Close this search box.

The Dam Truth


If you drove through Poudre Canyon last April and swore you saw a bare bottom in your peripheral, you weren’t that far off—it was 10 bare bottoms. Naked activists stood in the Poudre River bearing signs as part of a demonstration organized by the Save the Poudre Coalition to protest a dam and reservoir proposal that will be decided upon by the U.S Army Corp of Engineers in 2009. The proposed dam would divert about 35 percent of the water out of the Poudre River as it flows through Fort Collins, storing it in the proposed Glade Reservoir. Glade would supply communities east and south of Fort Collins with water. The project, officially named the Northern Integrated Supply Project (NISP), is the largest engineering project to be proposed along Colorado’s Front Range in a quarter century. The upper portions of the Poudre are protected by the national Wild and Scenic River designation, but NISP would dam the section of the river below the mouth of Poudre Canyon, know as the lower Poudre. Opponents of NISP, including the city of Fort Collins and environmentalists, claim the project would drain the Poudre to a trickle, endangering not only plant and animal species, but also the recreational, aesthetic, economic and cultural livelihood of the public land corridor that runs along the river through Fort Collins. “The Poudre is already stretched by the many demands we place upon it and is often dry during parts of the year,” says Becky Long of the Colorado Environmental Coalition. “Any large new development on the river is going to have substantial impacts on all users.”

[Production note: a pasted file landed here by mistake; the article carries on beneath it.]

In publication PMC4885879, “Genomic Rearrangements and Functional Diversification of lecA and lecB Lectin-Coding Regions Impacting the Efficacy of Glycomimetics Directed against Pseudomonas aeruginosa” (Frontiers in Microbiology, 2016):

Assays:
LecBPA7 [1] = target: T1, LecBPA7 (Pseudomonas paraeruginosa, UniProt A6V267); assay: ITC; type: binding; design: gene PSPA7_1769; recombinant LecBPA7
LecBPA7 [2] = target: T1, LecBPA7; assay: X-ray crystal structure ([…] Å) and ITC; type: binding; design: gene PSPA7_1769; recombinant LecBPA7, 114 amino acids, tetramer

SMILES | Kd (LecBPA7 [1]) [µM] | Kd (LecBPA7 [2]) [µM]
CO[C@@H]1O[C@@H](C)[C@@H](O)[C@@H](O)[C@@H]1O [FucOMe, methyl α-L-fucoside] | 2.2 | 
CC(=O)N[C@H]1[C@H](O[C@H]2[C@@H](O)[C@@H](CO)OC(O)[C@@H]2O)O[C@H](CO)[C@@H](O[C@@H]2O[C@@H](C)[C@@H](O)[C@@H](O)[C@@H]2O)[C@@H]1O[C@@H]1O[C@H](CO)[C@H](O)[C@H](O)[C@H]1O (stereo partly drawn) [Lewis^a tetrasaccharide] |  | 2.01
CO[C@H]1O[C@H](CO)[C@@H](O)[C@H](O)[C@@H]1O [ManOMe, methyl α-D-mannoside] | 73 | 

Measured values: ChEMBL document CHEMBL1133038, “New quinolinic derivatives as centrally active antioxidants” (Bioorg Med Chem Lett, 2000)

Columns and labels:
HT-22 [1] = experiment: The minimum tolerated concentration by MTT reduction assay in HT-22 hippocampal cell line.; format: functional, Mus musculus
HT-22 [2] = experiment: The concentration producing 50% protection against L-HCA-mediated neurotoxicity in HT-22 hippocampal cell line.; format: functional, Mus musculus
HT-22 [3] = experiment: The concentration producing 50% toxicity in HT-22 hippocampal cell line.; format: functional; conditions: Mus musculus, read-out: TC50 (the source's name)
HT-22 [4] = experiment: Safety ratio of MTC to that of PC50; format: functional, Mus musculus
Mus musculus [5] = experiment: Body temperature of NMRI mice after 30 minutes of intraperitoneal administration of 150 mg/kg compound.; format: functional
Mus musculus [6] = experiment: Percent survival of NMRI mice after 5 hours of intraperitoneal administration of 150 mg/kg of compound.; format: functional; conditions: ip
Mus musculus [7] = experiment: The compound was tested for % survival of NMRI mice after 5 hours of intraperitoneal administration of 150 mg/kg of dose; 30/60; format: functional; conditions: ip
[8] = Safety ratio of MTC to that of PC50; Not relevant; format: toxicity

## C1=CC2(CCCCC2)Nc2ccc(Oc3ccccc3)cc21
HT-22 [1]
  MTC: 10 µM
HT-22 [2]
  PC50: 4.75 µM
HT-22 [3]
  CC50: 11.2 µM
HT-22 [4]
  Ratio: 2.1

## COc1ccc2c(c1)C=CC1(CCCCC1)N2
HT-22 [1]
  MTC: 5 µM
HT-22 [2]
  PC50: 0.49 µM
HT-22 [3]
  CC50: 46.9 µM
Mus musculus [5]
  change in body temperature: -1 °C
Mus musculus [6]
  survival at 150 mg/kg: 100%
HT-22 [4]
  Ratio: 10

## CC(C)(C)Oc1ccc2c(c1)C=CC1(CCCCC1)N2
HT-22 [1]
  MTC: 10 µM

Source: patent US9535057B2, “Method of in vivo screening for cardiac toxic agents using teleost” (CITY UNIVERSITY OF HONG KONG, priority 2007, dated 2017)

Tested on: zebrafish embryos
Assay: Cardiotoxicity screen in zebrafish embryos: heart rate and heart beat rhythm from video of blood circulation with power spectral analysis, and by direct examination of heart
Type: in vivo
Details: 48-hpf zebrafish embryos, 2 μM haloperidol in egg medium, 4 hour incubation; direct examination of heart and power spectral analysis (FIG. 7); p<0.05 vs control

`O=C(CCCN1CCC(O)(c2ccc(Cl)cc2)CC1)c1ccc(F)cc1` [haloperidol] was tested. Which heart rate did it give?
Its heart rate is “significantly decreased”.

If you missed the Save the Poudre’s Coalition’s cheeky demonstration last spring, you can satisfy your peeping Tom tendencies here:

Share this post:

Discover more in the Rockies: